I don’t think so. But first, some background.
President Obama proposed raising the minimum wage in his State of the Union address. Specifically he called for it to go up to $9 an hour by the end of 2015, up from $7.25 now, and then to index it to the rate of inflation in subsequent years. Is this a good idea?
Economists are famous for being against the minimum wage, with introductory microeconomics textbooks typically using it as an example of a price floor that creates a surplus of the good in question – in this case, a surplus of labor, or unemployment. And that is valid if the market for labor is perfectly competitive and if the rest of the economy is held constant. (Two rather big ifs, yes.) Economists call this “partial equilibrium analysis,” as opposed to “general equilibrium analysis,” which looks at the repercussions in all markets. In the economy as a whole, firms can’t always sell all they want to at the going price, and too-high wages are not the only source of unemployment – recessions cause unemployment, and so does falling demand in specific sectors of the economy. It’s also possible that higher minimum wages could increase the total income of the lowest-paid workers, resulting in more demand for goods and services in general and a higher level of employment. The White House clearly believes that last part (more about that here).
Who’s right? It all depends on which effect is stronger – the micro effect (higher wages mean less output and employment) or the macro effect (higher wages mean higher incomes and higher aggregate demand). And that is an empirical question. For decades, most economic studies found that minimum wages reduced employment among the least educated, least skilled workers, i.e., the people most likely to be working at low wages. But an influential study by economists David Card & Alan Krueger in the 1990s found either no effect or, surprisingly, a positive effect of higher minimum wages on low-skill or teenage employment. In their 1995 book, Card & Krueger further found that the earlier studies omitted important variables, like teenage high school attendance rates, and that controlling for those variables caused the minimum wage’s estimated effect to be insignificant. Their work has had its own critics and would-be debunkers, but it remains influential.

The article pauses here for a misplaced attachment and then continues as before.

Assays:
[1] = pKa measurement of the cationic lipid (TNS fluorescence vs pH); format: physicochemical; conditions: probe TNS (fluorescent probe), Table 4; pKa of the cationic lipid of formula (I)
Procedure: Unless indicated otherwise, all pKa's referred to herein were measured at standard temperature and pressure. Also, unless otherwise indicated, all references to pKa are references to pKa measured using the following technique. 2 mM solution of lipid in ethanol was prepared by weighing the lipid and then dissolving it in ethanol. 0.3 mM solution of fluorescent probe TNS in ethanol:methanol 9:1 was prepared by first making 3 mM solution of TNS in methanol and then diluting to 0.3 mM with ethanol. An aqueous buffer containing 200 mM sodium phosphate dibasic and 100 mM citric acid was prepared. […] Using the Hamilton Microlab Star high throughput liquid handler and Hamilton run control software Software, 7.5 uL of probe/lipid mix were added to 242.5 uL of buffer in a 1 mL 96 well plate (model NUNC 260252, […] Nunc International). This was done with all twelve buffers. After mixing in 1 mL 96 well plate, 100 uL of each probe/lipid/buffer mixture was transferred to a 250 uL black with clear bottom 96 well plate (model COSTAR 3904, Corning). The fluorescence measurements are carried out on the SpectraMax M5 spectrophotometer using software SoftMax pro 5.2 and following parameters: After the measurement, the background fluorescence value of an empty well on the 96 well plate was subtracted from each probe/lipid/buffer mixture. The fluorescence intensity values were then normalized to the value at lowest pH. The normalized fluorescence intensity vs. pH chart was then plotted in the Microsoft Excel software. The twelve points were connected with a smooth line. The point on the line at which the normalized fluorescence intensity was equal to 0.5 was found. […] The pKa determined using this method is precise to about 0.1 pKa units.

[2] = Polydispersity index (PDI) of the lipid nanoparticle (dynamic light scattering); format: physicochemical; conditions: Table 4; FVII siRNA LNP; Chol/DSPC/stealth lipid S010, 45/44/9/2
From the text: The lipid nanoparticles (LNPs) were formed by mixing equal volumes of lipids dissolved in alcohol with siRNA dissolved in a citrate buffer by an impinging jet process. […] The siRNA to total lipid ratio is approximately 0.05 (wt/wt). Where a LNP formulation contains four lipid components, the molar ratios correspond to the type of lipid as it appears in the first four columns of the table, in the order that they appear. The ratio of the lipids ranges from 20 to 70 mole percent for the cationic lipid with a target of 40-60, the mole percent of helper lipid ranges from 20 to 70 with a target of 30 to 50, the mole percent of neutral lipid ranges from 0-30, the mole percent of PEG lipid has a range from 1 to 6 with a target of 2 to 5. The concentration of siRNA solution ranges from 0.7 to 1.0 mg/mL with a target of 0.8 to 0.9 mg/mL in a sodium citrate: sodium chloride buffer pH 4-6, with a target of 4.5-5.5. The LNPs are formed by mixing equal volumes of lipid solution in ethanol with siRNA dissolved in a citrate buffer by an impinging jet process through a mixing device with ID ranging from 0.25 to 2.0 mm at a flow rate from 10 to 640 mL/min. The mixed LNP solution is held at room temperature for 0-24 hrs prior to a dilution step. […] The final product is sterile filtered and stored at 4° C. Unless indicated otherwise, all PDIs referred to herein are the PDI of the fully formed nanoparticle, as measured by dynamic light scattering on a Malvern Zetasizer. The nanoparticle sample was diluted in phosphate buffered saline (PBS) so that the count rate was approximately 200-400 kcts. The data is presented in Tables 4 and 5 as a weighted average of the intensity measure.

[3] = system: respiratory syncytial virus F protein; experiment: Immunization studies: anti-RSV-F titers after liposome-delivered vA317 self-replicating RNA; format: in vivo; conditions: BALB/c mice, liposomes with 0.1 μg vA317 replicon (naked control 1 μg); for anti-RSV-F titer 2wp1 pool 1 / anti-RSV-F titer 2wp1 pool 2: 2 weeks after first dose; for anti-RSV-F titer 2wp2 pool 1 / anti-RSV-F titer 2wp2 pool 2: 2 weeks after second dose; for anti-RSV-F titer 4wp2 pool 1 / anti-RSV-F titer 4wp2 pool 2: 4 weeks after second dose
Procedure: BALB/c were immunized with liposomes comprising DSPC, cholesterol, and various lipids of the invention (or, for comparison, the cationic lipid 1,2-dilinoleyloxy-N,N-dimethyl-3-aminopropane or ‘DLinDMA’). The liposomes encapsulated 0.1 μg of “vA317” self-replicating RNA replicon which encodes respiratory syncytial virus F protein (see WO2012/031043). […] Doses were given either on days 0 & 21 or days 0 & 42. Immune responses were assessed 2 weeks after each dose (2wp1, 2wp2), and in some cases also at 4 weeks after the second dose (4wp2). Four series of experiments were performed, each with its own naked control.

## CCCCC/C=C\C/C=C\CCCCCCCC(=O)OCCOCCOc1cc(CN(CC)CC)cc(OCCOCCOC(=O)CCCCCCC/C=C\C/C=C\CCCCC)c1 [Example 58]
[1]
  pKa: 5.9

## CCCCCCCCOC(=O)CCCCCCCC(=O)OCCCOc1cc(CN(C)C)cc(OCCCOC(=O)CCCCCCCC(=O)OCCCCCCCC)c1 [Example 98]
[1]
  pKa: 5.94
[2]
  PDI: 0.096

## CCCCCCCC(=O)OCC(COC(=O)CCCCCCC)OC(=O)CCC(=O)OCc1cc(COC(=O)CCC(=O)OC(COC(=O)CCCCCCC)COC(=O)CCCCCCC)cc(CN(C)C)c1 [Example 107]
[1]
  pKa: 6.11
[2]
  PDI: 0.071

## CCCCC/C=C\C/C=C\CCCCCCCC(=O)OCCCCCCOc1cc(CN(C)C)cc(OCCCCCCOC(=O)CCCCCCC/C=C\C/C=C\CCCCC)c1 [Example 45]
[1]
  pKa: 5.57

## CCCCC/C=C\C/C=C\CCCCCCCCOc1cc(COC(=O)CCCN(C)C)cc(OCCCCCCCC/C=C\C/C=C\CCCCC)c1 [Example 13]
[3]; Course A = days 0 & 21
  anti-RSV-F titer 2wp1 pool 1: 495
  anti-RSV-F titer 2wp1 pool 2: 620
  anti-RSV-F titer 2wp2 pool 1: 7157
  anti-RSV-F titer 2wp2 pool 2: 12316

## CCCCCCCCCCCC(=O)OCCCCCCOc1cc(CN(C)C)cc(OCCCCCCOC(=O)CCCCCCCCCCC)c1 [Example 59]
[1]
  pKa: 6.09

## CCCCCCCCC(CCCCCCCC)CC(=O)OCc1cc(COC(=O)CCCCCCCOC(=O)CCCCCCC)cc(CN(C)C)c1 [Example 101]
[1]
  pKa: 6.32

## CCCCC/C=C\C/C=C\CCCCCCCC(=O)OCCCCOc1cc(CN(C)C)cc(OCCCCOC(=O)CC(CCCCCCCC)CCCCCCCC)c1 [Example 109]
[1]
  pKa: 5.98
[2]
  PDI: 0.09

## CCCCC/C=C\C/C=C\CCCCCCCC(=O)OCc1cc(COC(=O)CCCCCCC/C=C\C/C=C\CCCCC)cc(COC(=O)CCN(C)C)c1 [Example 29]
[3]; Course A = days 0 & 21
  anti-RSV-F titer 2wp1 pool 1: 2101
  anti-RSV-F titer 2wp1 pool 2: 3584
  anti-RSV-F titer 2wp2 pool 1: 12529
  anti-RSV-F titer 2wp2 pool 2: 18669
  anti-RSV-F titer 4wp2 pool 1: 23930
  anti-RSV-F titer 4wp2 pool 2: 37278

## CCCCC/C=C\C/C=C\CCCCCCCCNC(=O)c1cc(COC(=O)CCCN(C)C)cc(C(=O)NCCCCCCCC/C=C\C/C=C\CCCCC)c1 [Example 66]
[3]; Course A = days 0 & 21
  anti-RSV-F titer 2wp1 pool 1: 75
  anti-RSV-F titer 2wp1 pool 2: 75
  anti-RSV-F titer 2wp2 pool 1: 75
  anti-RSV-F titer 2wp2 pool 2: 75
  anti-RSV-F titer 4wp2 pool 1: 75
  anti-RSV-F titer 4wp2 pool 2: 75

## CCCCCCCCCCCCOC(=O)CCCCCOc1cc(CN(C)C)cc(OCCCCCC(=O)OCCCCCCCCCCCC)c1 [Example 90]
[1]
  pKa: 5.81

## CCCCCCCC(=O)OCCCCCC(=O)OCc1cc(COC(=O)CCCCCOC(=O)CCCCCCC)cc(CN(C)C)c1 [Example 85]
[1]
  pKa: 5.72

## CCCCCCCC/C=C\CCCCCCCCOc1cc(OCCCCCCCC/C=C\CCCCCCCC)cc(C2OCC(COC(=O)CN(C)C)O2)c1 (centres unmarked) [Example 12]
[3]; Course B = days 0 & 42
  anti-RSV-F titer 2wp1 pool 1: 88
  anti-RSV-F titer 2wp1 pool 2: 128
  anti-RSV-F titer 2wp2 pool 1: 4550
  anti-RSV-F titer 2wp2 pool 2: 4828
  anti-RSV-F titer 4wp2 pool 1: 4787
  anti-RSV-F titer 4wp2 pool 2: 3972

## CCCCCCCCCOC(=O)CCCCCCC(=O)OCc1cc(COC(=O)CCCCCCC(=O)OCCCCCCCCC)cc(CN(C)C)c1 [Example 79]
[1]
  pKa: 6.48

I figured it was time to take my own look, however superficial (I got no time for regressions) at the available data. First, why $9 an hour? Does that amount make sense when compared to other years and their price levels? Based on the Consumer Price Index (CPI) data from the Bureau of Labor Statistics (BLS), the answer is yes. A $9 minimum wage for right now equates to a minimum wage of $1.24 in 1965, when the actual minimum wage was $1.25. For all fifteen years from 1965 to 1979, the equivalent back then of a $9 minimum wage today was within a dime of the actual minimum wage in all but three of those years. After 1979, the minimum wage started to lose ground relative to inflation; for example, it stayed at $3.35 for the next 11 years and was at $5.15 for all of 1997-2006. So if 1965-1979 is a reasonable benchmark, then $9 makes sense. And indexing it to inflation makes sense both from the point of view of the buying power of the minimum wage and minimizing the disruption on labor markets. If the minimum wage had been adjusted for inflation every year since 1979, we wouldn’t be debating whether to raise it by $1.25 over two years – the yearly increases would be much more gradual.